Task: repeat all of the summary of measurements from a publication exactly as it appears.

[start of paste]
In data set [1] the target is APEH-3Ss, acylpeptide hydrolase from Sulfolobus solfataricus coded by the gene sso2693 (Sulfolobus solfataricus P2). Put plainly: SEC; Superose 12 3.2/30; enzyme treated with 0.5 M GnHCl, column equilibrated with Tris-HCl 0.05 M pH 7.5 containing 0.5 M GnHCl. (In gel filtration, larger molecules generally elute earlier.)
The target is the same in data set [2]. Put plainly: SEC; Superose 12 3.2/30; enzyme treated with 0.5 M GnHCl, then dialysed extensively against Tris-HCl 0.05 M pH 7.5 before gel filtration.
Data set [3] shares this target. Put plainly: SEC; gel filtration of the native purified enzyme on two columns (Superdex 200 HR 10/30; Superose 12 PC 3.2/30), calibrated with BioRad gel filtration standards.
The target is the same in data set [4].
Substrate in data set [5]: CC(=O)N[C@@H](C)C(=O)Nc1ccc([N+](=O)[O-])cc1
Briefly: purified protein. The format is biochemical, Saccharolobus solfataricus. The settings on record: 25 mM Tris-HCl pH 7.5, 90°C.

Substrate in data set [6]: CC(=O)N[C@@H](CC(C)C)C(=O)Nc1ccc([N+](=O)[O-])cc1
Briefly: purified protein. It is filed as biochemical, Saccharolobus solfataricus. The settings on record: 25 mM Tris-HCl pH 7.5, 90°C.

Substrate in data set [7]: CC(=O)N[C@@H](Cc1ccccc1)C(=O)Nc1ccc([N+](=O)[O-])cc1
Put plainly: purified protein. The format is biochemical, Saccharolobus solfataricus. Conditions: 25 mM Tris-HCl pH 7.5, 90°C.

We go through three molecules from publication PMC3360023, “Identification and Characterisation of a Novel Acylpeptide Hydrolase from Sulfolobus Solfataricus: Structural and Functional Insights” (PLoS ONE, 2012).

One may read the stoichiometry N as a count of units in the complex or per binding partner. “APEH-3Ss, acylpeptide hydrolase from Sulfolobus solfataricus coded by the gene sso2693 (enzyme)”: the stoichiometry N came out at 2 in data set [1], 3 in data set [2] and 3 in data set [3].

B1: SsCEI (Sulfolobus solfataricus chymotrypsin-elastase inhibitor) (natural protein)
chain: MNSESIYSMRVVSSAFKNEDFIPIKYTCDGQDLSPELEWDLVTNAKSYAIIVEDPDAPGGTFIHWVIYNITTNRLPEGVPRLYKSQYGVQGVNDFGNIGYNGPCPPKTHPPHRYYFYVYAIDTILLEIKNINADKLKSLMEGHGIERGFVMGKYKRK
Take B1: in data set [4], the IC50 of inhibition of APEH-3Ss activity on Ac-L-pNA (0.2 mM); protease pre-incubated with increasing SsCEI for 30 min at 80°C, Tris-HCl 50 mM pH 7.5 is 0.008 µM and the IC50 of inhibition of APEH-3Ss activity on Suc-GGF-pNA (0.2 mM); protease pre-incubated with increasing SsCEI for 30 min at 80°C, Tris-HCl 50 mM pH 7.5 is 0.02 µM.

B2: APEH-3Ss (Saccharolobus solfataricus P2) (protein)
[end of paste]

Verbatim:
In data set [1] the target is APEH-3Ss, acylpeptide hydrolase from Sulfolobus solfataricus coded by the gene sso2693 (Sulfolobus solfataricus P2). Put plainly: SEC; Superose 12 3.2/30; enzyme treated with 0.5 M GnHCl, column equilibrated with Tris-HCl 0.05 M pH 7.5 containing 0.5 M GnHCl. (In gel filtration, larger molecules generally elute earlier.)
The target is the same in data set [2]. Put plainly: SEC; Superose 12 3.2/30; enzyme treated with 0.5 M GnHCl, then dialysed extensively against Tris-HCl 0.05 M pH 7.5 before gel filtration.
Data set [3] shares this target. Put plainly: SEC; gel filtration of the native purified enzyme on two columns (Superdex 200 HR 10/30; Superose 12 PC 3.2/30), calibrated with BioRad gel filtration standards.
The target is the same in data set [4].
Substrate in data set [5]: CC(=O)N[C@@H](C)C(=O)Nc1ccc([N+](=O)[O-])cc1
Briefly: purified protein. The format is biochemical, Saccharolobus solfataricus. The settings on record: 25 mM Tris-HCl pH 7.5, 90°C.

Substrate in data set [6]: CC(=O)N[C@@H](CC(C)C)C(=O)Nc1ccc([N+](=O)[O-])cc1
Briefly: purified protein. It is filed as biochemical, Saccharolobus solfataricus. The settings on record: 25 mM Tris-HCl pH 7.5, 90°C.

Substrate in data set [7]: CC(=O)N[C@@H](Cc1ccccc1)C(=O)Nc1ccc([N+](=O)[O-])cc1
Put plainly: purified protein. The format is biochemical, Saccharolobus solfataricus. Conditions: 25 mM Tris-HCl pH 7.5, 90°C.

We go through three molecules from publication PMC3360023, “Identification and Characterisation of a Novel Acylpeptide Hydrolase from Sulfolobus Solfataricus: Structural and Functional Insights” (PLoS ONE, 2012).

One may read the stoichiometry N as a count of units in the complex or per binding partner. “APEH-3Ss, acylpeptide hydrolase from Sulfolobus solfataricus coded by the gene sso2693 (enzyme)”: the stoichiometry N came out at 2 in data set [1], 3 in data set [2] and 3 in data set [3].

B1: SsCEI (Sulfolobus solfataricus chymotrypsin-elastase inhibitor) (natural protein)
chain: MNSESIYSMRVVSSAFKNEDFIPIKYTCDGQDLSPELEWDLVTNAKSYAIIVEDPDAPGGTFIHWVIYNITTNRLPEGVPRLYKSQYGVQGVNDFGNIGYNGPCPPKTHPPHRYYFYVYAIDTILLEIKNINADKLKSLMEGHGIERGFVMGKYKRK
Take B1: in data set [4], the IC50 of inhibition of APEH-3Ss activity on Ac-L-pNA (0.2 mM); protease pre-incubated with increasing SsCEI for 30 min at 80°C, Tris-HCl 50 mM pH 7.5 is 0.008 µM and the IC50 of inhibition of APEH-3Ss activity on Suc-GGF-pNA (0.2 mM); protease pre-incubated with increasing SsCEI for 30 min at 80°C, Tris-HCl 50 mM pH 7.5 is 0.02 µM.

B2: APEH-3Ss (Saccharolobus solfataricus P2) (protein)